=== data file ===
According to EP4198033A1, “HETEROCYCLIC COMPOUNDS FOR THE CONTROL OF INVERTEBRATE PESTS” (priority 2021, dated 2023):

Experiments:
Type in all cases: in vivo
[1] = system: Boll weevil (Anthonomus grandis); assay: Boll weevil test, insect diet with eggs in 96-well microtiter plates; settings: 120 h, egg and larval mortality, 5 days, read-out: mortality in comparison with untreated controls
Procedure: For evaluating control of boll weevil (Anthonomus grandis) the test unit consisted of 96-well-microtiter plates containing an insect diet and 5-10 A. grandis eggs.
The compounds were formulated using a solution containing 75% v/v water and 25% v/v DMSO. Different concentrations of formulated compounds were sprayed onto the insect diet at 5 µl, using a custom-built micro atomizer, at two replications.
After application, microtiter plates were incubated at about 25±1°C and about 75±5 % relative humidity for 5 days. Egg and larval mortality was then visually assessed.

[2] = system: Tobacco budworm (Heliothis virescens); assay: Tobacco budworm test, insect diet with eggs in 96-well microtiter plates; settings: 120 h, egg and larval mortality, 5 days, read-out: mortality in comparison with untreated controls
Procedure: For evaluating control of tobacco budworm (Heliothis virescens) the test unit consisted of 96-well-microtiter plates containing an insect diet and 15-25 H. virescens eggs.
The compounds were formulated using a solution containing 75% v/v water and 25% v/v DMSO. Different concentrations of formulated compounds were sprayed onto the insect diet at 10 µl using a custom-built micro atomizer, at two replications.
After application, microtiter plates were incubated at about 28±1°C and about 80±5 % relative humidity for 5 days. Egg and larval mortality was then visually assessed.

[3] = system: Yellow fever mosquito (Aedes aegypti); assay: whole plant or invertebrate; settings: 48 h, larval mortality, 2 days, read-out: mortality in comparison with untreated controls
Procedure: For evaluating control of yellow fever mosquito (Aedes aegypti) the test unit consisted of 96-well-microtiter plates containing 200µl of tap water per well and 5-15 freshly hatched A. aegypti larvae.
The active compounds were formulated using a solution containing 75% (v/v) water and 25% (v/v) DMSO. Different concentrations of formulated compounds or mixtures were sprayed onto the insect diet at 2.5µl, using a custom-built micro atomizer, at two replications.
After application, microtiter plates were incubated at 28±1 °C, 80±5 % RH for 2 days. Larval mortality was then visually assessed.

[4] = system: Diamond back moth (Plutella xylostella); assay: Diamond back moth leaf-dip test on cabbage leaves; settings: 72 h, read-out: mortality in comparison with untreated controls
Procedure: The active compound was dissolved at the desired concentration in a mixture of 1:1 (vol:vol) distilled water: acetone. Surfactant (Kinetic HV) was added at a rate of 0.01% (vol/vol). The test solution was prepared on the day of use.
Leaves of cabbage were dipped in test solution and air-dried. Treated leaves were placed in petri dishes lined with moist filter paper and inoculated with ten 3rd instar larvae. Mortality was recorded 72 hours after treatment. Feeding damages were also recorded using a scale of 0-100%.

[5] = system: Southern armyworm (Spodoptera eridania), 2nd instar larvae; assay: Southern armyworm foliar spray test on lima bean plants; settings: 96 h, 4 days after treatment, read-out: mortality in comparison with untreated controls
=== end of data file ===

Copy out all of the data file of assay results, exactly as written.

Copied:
According to EP4198033A1, “HETEROCYCLIC COMPOUNDS FOR THE CONTROL OF INVERTEBRATE PESTS” (priority 2021, dated 2023):

Experiments:
Type in all cases: in vivo
[1] = system: Boll weevil (Anthonomus grandis); assay: Boll weevil test, insect diet with eggs in 96-well microtiter plates; settings: 120 h, egg and larval mortality, 5 days, read-out: mortality in comparison with untreated controls
Procedure: For evaluating control of boll weevil (Anthonomus grandis) the test unit consisted of 96-well-microtiter plates containing an insect diet and 5-10 A. grandis eggs.
The compounds were formulated using a solution containing 75% v/v water and 25% v/v DMSO. Different concentrations of formulated compounds were sprayed onto the insect diet at 5 µl, using a custom-built micro atomizer, at two replications.
After application, microtiter plates were incubated at about 25±1°C and about 75±5 % relative humidity for 5 days. Egg and larval mortality was then visually assessed.

[2] = system: Tobacco budworm (Heliothis virescens); assay: Tobacco budworm test, insect diet with eggs in 96-well microtiter plates; settings: 120 h, egg and larval mortality, 5 days, read-out: mortality in comparison with untreated controls
Procedure: For evaluating control of tobacco budworm (Heliothis virescens) the test unit consisted of 96-well-microtiter plates containing an insect diet and 15-25 H. virescens eggs.
The compounds were formulated using a solution containing 75% v/v water and 25% v/v DMSO. Different concentrations of formulated compounds were sprayed onto the insect diet at 10 µl using a custom-built micro atomizer, at two replications.
After application, microtiter plates were incubated at about 28±1°C and about 80±5 % relative humidity for 5 days. Egg and larval mortality was then visually assessed.

[3] = system: Yellow fever mosquito (Aedes aegypti); assay: whole plant or invertebrate; settings: 48 h, larval mortality, 2 days, read-out: mortality in comparison with untreated controls
Procedure: For evaluating control of yellow fever mosquito (Aedes aegypti) the test unit consisted of 96-well-microtiter plates containing 200µl of tap water per well and 5-15 freshly hatched A. aegypti larvae.
The active compounds were formulated using a solution containing 75% (v/v) water and 25% (v/v) DMSO. Different concentrations of formulated compounds or mixtures were sprayed onto the insect diet at 2.5µl, using a custom-built micro atomizer, at two replications.
After application, microtiter plates were incubated at 28±1 °C, 80±5 % RH for 2 days. Larval mortality was then visually assessed.

[4] = system: Diamond back moth (Plutella xylostella); assay: Diamond back moth leaf-dip test on cabbage leaves; settings: 72 h, read-out: mortality in comparison with untreated controls
Procedure: The active compound was dissolved at the desired concentration in a mixture of 1:1 (vol:vol) distilled water: acetone. Surfactant (Kinetic HV) was added at a rate of 0.01% (vol/vol). The test solution was prepared on the day of use.
Leaves of cabbage were dipped in test solution and air-dried. Treated leaves were placed in petri dishes lined with moist filter paper and inoculated with ten 3rd instar larvae. Mortality was recorded 72 hours after treatment. Feeding damages were also recorded using a scale of 0-100%.

[5] = system: Southern armyworm (Spodoptera eridania), 2nd instar larvae; assay: Southern armyworm foliar spray test on lima bean plants; settings: 96 h, 4 days after treatment, read-out: mortality in comparison with untreated controls